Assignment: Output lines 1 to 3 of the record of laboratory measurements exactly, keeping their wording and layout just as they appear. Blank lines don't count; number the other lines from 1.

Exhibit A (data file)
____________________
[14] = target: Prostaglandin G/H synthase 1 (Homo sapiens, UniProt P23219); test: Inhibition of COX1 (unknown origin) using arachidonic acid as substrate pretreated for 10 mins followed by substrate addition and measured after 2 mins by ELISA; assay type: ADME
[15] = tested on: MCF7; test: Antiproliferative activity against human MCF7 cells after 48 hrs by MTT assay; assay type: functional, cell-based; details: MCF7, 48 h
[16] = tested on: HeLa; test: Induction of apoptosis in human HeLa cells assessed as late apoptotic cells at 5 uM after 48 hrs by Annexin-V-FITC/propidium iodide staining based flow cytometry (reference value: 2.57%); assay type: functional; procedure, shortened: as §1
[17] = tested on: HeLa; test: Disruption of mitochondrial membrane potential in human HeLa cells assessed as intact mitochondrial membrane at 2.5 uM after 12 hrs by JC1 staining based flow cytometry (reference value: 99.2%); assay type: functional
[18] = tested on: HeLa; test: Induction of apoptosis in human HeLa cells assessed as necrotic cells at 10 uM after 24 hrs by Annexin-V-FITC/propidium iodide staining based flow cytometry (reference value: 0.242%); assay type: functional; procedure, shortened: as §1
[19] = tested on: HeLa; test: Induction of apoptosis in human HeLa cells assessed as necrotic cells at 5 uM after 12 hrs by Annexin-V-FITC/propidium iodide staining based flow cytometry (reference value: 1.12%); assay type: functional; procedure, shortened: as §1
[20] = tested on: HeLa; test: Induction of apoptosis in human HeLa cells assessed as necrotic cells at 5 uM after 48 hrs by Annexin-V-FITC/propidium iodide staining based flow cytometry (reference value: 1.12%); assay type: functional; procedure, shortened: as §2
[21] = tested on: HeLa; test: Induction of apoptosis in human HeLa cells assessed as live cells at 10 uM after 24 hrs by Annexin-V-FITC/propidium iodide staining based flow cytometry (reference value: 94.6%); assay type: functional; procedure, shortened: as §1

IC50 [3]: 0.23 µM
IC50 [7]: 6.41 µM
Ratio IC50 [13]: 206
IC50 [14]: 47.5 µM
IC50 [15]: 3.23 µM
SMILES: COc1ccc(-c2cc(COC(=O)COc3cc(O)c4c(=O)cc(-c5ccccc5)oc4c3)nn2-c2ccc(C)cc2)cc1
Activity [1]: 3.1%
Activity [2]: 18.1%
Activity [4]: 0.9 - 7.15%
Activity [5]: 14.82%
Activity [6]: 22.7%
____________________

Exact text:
[14] = target: Prostaglandin G/H synthase 1 (Homo sapiens, UniProt P23219); test: Inhibition of COX1 (unknown origin) using arachidonic acid as substrate pretreated for 10 mins followed by substrate addition and measured after 2 mins by ELISA; assay type: ADME
[15] = tested on: MCF7; test: Antiproliferative activity against human MCF7 cells after 48 hrs by MTT assay; assay type: functional, cell-based; details: MCF7, 48 h
[16] = tested on: HeLa; test: Induction of apoptosis in human HeLa cells assessed as late apoptotic cells at 5 uM after 48 hrs by Annexin-V-FITC/propidium iodide staining based flow cytometry (reference value: 2.57%); assay type: functional; procedure, shortened: as §1